Sticky Note

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Friday, November 21, 2008

The Death and Life of Gabriel Phillips by Stephen Baldwin and Mark Tabb

This week, the

Christian Fiction Blog Alliance

is introducing

The Death and Life of Gabriel Phillips

FaithWords (November 5, 2008)


Stephen Baldwin
Mark Tabb


STEPHEN BALDWIN - actor, family man, born-again Christian - makes his home in upstate New York with his wife and two young daughters.

Equally adept at drama and comedy, Baldwin has appeared in over 60 films and been featured on such top-rated television shows as Fear Factor and Celebrity Mole. He has his own production company that is developing projects for television and the big screen. These days, however, his role as director, co-producer and host of Livin' It - a cutting-edge skate video is bringing out his white hot passion for evangelism.

Writer and communicator Mark Tabb calls himself an “internationally unknown author.” Although his books have been published around the world, he is best known for his collaborative works. His 2008 release, “Mistaken Identity”, written with the Van Ryn and Cerak families, hit number one on the New York Times bestseller list for two weeks, and remained on the list for over two months. He and actor Stephen Baldwin teamed up on their 2005 New York Times bestseller, “The Unusual Suspect,” and with their first work of fiction, “The Death and Life of Gabriel Phillips,”


Even years of experience haven't prepared Officer Andy Myers for this case---

When Officer Andy Myers met Loraine Phillips, he had no interest in her son. And he certainly never dreamed he'd respond to a call, finding that same boy in a pool of blood. Even more alarming was the father standing watch over his son's body. Myers had never seen a man respond to death-particularly the death of a child-in such a way. When the father is charged with murder and sentenced to death, he chooses not to fight but embrace it as God's will. Myers becomes consumed with curiosity for these strange beliefs. What follows is the story of the bond these two men share as they come to terms with the tragedy and the difficult choices each one must make.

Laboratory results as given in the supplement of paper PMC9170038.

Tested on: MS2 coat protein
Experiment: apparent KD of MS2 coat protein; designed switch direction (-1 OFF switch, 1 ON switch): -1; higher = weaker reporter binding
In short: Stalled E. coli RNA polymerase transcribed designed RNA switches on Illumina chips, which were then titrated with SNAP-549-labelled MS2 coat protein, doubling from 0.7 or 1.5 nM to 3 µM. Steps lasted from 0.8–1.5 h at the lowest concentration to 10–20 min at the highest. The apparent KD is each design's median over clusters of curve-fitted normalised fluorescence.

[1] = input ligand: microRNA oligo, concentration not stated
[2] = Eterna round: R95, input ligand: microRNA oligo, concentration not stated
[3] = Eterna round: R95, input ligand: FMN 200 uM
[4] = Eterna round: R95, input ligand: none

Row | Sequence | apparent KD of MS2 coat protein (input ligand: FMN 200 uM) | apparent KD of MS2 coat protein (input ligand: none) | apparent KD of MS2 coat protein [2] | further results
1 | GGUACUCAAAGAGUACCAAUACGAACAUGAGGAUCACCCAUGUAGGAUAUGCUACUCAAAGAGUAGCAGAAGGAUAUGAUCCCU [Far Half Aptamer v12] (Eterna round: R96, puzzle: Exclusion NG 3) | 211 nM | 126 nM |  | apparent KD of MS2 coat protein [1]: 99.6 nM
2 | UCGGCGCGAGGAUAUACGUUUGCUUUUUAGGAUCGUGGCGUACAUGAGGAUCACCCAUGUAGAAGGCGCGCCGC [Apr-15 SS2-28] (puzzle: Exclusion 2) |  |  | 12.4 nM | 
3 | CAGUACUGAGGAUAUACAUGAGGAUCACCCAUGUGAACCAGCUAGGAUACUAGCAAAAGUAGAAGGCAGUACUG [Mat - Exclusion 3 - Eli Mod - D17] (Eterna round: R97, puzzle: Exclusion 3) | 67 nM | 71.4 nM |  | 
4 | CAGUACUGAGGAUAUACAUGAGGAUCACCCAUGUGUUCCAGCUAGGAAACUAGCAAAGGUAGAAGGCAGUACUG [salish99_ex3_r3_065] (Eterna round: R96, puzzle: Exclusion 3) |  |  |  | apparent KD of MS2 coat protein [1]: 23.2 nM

If you would like to read the first chapter of The Death and Life of Gabriel Phillips, go HERE


My thoughts:

This was a very interesting story and I haven't ever read one quite like it. The main character, Andy, spends most of his time trying to escape from his thoughts only to have them catch up to him full force. I could relate to that part (not for the same reasons, of course). Too many times I try to handle things myself and let them consume me instead of letting God.

I have mixed feelings about this book, though. It won't appeal to everyone, but it does have it's audience. It is full of profanity. Full. I kept thinking it would taper off as the book went on, but it didn't. Personally, I was turned off by that considering it's Christian fiction. I can handle some profanity, but it had more than "some." Granted, the profanity used was the more "mild" ones, not the stronger, more highly offensive ones. This is what the publisher said about it:

Normally, it is not the policy of FaithWords to include foul language in our fiction titles. The Death and Life of Gabriel Phillips has dialogue which reflects the heart of the main character. His transformation and ultimate conversion to Christ throughout the book is key to the story and the author’s intention was to make that transformation clear. We apologize if this inclusion offends our readers. We are committed to publishing fiction that depicts the power of Christ’s love in even the darkest life and situation. ~Harry Helm, Associate Publisher, FaithWords

So, you can read the first chapter (click the link above) and decide for yourself. But the profanity becomes more frequent after that.

It's told from a third person's perspective, which was a little confusing at times, but also gave an interesting perspective (and side comments). It was also a fairly easy read and wasn't so complex that I had to keep stopping to catch up.

The story itself addressed something that many people struggle with: finding justice for the death of a child. Andy's reaction seemed fairly typical for a non-believer and he couldn't understand how John (the boy's dad) could be so calm. Honestly, I thought John's response was strange too. Christians mourn the death of a child, too, not just accept it calmly.

It also showed how if we're not truly seeking the truth on a matter we can twist our perceptions to see what we want to see and prove what we want to prove, right or wrong.

I thought the ending was very creative. It doesn't end in a typical Christian fiction way, but you can see how Andy finally "got it" and the lengths he went to in order to make things right.

All in all, if the profanity doesn't bother you then I'd recommend it based on the interesting storyline and ending. But if you're turned off by profanity, you'll want to stay away from this one.

1 comment:

  1. Sunny, I am so glad you reviewed this. I have really enjoyed getting everyone's perspective on this one. :) I am not thrown by profanity when I read. At least I haven't been. It is hard to tell until you open it up, I suppose. Thanks for a great review!